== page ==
I feel like it's important to know when someone's calling you an idiot, and to know how to call someone an idiot when the time comes.

For example, if I was learning English, I would want to know words like moron, stupid, idiot, fool, tool, several common swears which I will not reproduce here, dummy, dumb, fatty, bozo, dimwit, nitwit, jerk, pussy etc.

How can I learn the more common French ones, and their general implication/usage?

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    I think it's a very legitimate question. I'd probably separate "how to swear in French?" from "how to insult in French?", and I'd ask that in French "quelles insultes en français ?" (to cover both receiving them and making them), and "comment jurer en français ?". Dec 28, 2012 at 12:40
  • On a related note, french.stackexchange.com/questions/400/… Dec 29, 2012 at 12:45
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    Learning pejoratives can be a delicate manner, as there is only a narrow path between making a funny, juicy remark and getting your nose broken (or having a person never talk to you again). That's even more true in French, which has some queer courtesy rules at times. Looking at some internet site makes it hard to figure how offensive what you might say will be perceived. I learn my pejoratives by watching American sitcoms in French. This gives somewhat of a clue to the severity of the insult and makes it less likely to badly offend someone inadvertedly.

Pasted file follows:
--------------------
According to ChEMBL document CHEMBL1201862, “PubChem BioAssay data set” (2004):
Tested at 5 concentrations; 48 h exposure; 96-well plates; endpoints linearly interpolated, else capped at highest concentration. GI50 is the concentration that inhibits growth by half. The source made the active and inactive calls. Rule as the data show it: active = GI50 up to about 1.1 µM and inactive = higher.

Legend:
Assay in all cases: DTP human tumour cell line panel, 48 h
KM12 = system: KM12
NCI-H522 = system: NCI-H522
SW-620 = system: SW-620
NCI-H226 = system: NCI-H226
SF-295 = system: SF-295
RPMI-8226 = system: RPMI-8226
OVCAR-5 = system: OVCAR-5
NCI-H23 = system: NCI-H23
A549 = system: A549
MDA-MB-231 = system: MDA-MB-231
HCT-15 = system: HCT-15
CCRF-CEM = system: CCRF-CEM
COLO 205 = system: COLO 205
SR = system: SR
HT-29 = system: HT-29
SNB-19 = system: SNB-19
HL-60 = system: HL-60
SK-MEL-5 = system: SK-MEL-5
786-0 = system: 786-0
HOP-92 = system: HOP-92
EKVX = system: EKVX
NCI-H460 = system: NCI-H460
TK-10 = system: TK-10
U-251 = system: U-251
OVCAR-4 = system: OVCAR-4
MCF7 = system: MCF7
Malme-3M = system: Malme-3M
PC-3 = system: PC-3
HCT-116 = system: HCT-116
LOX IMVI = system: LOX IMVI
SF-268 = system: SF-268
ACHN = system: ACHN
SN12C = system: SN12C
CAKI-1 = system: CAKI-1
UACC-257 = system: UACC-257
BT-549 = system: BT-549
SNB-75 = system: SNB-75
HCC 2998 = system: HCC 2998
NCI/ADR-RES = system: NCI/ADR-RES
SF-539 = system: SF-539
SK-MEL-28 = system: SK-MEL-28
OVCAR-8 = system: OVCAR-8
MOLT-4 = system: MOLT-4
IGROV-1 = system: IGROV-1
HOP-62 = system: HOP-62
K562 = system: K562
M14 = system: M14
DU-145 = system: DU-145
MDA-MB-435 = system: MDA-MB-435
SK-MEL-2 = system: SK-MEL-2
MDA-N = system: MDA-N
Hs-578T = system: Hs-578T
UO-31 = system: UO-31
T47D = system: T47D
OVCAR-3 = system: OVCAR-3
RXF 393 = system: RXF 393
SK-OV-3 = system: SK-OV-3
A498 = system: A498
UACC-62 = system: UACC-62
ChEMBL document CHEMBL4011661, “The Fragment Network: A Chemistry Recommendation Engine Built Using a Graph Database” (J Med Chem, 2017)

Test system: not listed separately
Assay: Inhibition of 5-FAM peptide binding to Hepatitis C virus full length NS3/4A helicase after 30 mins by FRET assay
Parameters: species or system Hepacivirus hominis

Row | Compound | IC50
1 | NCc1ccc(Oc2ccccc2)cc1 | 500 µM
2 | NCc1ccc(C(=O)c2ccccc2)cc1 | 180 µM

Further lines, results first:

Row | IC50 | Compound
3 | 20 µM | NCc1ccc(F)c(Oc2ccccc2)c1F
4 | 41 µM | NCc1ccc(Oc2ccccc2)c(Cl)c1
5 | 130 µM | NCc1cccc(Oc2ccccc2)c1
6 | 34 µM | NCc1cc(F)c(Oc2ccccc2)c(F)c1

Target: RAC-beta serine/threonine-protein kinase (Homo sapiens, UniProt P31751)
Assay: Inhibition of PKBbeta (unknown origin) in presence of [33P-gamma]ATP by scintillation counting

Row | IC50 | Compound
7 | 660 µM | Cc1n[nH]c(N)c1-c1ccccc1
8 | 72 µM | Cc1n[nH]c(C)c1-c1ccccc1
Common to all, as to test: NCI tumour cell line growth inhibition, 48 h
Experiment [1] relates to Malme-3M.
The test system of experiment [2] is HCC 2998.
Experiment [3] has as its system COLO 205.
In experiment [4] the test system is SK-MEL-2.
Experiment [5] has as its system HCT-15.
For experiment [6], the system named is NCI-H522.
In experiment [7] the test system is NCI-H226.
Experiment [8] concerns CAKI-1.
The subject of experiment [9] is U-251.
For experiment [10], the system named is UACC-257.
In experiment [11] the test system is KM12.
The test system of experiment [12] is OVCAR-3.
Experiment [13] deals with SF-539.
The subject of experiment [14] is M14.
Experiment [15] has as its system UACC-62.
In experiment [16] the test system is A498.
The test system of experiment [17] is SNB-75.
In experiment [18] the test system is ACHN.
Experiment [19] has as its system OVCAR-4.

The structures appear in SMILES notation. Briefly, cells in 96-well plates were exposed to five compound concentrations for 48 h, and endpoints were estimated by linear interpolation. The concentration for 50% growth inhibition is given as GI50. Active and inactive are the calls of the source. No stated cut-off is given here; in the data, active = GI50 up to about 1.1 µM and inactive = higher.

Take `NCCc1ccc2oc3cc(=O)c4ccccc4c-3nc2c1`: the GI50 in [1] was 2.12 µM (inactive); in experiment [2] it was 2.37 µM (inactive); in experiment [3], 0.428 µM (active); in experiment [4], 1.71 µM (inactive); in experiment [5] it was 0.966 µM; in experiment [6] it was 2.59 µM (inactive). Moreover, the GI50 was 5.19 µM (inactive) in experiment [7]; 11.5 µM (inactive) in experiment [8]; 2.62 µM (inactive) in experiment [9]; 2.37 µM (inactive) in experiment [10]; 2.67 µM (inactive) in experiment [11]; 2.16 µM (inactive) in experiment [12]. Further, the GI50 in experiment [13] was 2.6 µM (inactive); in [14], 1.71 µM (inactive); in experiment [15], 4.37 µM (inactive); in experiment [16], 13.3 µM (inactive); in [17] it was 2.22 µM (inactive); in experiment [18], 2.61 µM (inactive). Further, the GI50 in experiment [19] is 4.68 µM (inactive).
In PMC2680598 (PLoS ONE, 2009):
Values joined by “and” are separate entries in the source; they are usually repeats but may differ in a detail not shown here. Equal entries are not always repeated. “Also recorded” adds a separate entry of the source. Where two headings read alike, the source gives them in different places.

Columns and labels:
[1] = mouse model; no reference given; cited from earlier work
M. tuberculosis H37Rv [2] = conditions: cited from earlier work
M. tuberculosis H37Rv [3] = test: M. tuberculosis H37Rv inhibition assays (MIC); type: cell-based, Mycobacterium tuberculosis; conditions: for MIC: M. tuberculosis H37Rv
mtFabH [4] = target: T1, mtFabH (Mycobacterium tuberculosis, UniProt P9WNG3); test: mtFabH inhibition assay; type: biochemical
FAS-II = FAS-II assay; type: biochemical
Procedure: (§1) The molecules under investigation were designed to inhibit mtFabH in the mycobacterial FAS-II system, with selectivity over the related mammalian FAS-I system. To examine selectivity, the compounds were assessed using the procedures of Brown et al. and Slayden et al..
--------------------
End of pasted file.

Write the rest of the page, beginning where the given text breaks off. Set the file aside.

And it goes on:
– Damon
    Dec 31, 2012 at 17:49

2 Answers 2


You can use online language dictionaries like WordReference.com. You can also find pictures like this one on the Internet :

enter image description here

There is another one great picture and I will edit this answer if I find it.

BONUS : searching the previous picture I found this web page : http://www.babelcoach.net/fr/vocabulaire_anglais/vocabulaire_injures_et_insultes

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    That is AWESOMELY useful. Dec 28, 2012 at 15:23
  • "Je suis niqué" est une traduction littérale. Je me vois mal dire ça. Peut être je suis dans la merde? Et "t'es vraiment trop con" est souvent dit ironiquement.
    – Knu
    Nov 18, 2013 at 16:32
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    I'd rather say "Je suis baisé(e), putain". Jul 29, 2014 at 9:28

The Wiktionnaire has some categories that might be interesting in this case and they have their counterparts in the Wiktionary.

the French ones are quite extensive, perhaps too much, and the English ones are not perfectly accurate and somewhat small, but between them, you should have enough material to swear better¹ than a native speaker.

1. Or worse, depending on your point of view.


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